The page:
This morning the Cigar Rights of America (CRA), a cigar advocacy group, has put out a plea for Americans who enjoy cigars to support a federal bill to keep the federal government out of their business. H.R.792, the "Traditional Cigar Manufacturing and Small Business Jobs Preservation Act of 2013" was introduced by Florida House Rep. Bill Posey and has 147 co-sponsors in the U.S. House as of this morning.
For more than a century, tobacco has been a staple crop in Connecticut, and some of the world's most cherished cigars depend upon the crops that descend from the Connecticut River Valley. The Tobacconist University curriculum notes, "Today, Connecticut Shade is one of the world's most prized and beautiful wrapper leaves. It has extraordinary strength, small veins, silky texture, and consistent light tan to brown color." Likewise, the popularity of Connecticut Broadleaf is being used for many popular maduro cigars, with a recent Cigar Aficionado video titled "Connecticut Broadleaf: America's Favorite Maduro."
However, the series of threats by the U.S. Food & Drug Administration to regulate cigars brings into question the impact federal regulatory authority over premium cigars could have on a valley that spans both Connecticut and Massachusetts and happens to produce some of the world's most sought-after cigar leaf.
The impact of federal regulation of cigars could affect more than 350,000 jobs in Latin America. The nations of Honduras, Nicaragua and the Dominican Republic are the global centerpieces of our ability to enjoy premium cigars. Lawmakers must learn about the supply chain that spans from the Port of Miami all the way to a cigar shop in Alaska-we show them how the community tobacconist dots Main Street America.
Now it's time to discuss the American farmer. We ask ourselves, how can any federal agency delve into writing such rules before knowing the full impact of any anticipated regulatory landscape?
To address this, Cigar Rights of America has been working with organizations that represent the northeastern United States agricultural economy. CRA has activated the Connecticut-Massachusetts Tobacco Growers Association in support of the battle to prevent federal regulation of premium cigars and has engaged the Connecticut Farm Bureau as partners in this process.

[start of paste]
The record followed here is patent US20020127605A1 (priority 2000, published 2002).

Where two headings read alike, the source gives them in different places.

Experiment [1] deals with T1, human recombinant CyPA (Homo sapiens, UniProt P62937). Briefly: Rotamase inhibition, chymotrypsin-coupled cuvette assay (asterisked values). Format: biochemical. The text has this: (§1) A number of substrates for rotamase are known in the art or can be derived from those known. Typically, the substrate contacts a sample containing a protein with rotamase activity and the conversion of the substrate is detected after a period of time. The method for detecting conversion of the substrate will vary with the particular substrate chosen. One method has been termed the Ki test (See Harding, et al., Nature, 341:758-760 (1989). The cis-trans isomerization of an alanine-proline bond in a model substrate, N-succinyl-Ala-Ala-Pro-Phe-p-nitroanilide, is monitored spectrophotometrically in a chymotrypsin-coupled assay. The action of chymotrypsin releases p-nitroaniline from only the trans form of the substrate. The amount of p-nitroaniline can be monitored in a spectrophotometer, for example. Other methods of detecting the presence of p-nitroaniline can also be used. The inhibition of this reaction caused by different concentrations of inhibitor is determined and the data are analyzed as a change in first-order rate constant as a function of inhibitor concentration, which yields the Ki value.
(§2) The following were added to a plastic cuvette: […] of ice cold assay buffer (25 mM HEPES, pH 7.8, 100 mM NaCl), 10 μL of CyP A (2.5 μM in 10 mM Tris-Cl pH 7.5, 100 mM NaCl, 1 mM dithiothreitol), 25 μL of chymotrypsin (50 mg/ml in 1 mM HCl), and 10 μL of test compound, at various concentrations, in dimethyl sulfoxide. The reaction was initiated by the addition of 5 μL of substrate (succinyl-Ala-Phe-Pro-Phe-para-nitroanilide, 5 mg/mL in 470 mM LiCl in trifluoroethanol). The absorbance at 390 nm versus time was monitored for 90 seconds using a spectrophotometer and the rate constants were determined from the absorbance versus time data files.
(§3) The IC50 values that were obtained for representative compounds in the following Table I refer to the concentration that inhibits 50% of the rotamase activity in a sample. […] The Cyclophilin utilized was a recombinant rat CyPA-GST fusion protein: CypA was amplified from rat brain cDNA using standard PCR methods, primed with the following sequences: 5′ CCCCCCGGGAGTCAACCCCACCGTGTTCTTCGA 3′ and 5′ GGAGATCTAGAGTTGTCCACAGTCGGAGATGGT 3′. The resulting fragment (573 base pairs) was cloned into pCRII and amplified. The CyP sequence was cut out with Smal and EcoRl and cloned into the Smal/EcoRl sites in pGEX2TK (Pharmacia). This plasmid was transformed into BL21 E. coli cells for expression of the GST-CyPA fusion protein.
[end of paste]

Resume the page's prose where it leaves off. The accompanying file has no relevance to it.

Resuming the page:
Recently, the CT-MA Tobacco Growers Association issued a letter to the Connecticut delegation in Congress requesting that their economic concerns for the working farms of the Connecticut River Valley be considered before the FDA can be allowed to issue regulations. William Leahey, President of the Tobacco Growers Association noted, "Many unknown rules that we hear are around the corner...make us wonder how our small businesses could survive [with] demand for our product [threatened]."
Likewise, the Connecticut Farm Bureau issued a letter to the House and Senate members from Connecticut, echoing the message of the Tobacco Grower's Association. Henry Talmage, Executive Director of the Connecticut Farm Bureau stated, "We now have multiple generations of family-owned cigar tobacco farms in the Connecticut River Valley. There are at least 100 family farms, and more than 5,000 seasonal workers." The peripheral economic impact includes farm machinery, fertilizer, supplies...the list goes on.
Last week, Connecticut cigar tobacco farmer Stephen Jarmoc and his son Owen, at the invitation of CRA, came to Washington, D.C. to tell their story. Mr. Jarmoc is an active member of the Connecticut-Massachusetts Tobacco Growers Association and the Connecticut Farm Bureau.
He and his son, who also works on the family farm, asked for the support of their member of Congress, and it worked. Connecticut member of the U.S. House of Representatives Joe Courtney signed on as a co-sponser to H.R. 792, which tells the FDA to stay out of the premium cigar business.